First, this charge against Trump began with an independent whistleblower — an intelligence officer, aided by other insiders. Sure, it could turn out that he was a Hillary Clinton fan, which Trump would use to rile up his base, claiming that Democrats were trying to steal his election mandate. But if this turns out to be what it appears — a nonpolitical CIA analyst and other civil servants motivated by their oath to uphold the Constitution in the face of a president who was violating his oath — then Trump and the Republicans will have a problem.

Democrats in Congress need to make sure they say and do nothing that gets in the middle of this framing of the story, which, for now, appears to be accurate: nonpolitical civil servants inside the government acting on conscience against a lawbreaking president acting on political greed and excess.

That so many GOP senators have kept quiet up to now — save for uber-sycophants like Lindsey Graham — suggests that they fear that this framing is accurate and it stinks to them.

Second, there almost surely will be another nonpolitical, high-integrity civil servant who will testify about Trump and his lawyer Rudy Giuliani. That’s Masha Yovanovitch, the former U.S. ambassador to Ukraine, who was abruptly yanked home in May, months before her assignment was up. My State Department friends who know Yovanovitch say she was a widely respected, professional diplomat. She was apparently removed because she was somehow resisting Giuliani’s efforts to enlist the Ukraine government in Trump’s sordid effort to take down Biden.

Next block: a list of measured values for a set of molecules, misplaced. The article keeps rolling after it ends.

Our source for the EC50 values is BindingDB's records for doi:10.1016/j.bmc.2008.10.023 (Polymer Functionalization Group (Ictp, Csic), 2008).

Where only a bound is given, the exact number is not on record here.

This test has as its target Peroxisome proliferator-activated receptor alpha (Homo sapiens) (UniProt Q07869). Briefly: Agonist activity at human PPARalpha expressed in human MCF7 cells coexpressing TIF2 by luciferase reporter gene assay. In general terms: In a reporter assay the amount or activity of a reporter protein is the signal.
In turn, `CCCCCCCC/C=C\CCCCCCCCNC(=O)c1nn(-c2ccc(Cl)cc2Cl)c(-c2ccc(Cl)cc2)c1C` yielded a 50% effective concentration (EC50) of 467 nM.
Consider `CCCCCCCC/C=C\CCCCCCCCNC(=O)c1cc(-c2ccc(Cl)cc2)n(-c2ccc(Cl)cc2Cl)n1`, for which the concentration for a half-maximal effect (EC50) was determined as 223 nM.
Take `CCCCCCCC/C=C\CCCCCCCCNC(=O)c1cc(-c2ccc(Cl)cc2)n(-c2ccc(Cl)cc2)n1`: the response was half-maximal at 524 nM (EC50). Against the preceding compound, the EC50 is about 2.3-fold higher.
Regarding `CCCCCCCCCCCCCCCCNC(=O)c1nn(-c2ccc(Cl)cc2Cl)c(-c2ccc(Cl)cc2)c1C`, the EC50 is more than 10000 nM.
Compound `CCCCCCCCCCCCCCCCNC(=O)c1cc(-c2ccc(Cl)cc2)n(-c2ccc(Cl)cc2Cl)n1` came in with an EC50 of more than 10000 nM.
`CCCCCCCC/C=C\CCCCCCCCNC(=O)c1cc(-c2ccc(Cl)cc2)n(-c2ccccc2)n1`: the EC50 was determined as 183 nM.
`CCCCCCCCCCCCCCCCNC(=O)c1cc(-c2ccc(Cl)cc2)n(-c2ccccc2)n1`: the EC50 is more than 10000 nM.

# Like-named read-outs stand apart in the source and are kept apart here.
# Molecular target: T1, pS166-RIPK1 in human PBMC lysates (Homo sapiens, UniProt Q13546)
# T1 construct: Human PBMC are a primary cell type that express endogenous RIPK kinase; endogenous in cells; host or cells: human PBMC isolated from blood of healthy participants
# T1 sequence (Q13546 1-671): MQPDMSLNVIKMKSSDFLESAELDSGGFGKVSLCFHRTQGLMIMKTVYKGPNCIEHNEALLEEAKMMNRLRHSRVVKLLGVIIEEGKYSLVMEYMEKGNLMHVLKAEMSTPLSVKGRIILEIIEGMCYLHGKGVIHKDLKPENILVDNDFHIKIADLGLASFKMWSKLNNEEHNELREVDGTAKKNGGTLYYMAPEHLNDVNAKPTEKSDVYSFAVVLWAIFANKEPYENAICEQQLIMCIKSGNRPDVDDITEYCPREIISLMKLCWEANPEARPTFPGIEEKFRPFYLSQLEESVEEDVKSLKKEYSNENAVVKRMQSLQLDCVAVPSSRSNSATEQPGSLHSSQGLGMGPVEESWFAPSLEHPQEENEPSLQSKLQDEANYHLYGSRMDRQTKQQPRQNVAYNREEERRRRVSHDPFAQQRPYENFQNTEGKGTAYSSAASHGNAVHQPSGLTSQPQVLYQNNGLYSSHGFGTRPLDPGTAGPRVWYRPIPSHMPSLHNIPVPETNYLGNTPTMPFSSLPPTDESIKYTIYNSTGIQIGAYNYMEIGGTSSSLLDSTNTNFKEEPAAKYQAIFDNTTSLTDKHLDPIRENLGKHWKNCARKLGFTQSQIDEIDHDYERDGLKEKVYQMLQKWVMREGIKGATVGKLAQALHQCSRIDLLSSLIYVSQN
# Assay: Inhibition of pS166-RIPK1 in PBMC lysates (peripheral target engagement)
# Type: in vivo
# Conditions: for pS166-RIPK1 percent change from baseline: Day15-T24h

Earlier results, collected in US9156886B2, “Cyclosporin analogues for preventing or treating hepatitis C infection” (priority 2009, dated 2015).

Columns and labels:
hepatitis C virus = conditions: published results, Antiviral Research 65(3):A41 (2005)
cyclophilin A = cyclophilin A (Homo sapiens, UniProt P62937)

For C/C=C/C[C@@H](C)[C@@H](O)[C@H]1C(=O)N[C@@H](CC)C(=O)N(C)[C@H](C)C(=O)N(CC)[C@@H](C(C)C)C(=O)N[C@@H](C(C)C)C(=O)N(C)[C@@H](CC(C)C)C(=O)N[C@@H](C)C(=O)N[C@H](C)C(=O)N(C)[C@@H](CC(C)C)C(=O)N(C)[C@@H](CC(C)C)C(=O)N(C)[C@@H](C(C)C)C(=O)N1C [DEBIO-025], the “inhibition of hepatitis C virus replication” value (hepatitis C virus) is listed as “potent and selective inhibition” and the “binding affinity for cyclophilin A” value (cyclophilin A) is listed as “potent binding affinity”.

Again, how eager will Republicans be to defend Giuliani and Trump by trashing a U.S. ambassador — with a stellar record — who was trying to prevent foreign interference in our elections?

Unlike Robert Mueller, who never spoke until it was too late and had his work “interpreted” by Trump’s attorney general, Bill Barr, the whistleblower and his allies and the former ambassador are — and will be — speaking for themselves.

Third, unlike the Mueller investigation, this case is very easy for people to understand: Trump called the new Ukrainian president, who was desperate for U.S. military aid to use against Russian aggression, and made him an offer he couldn’t refuse: guns for Biden.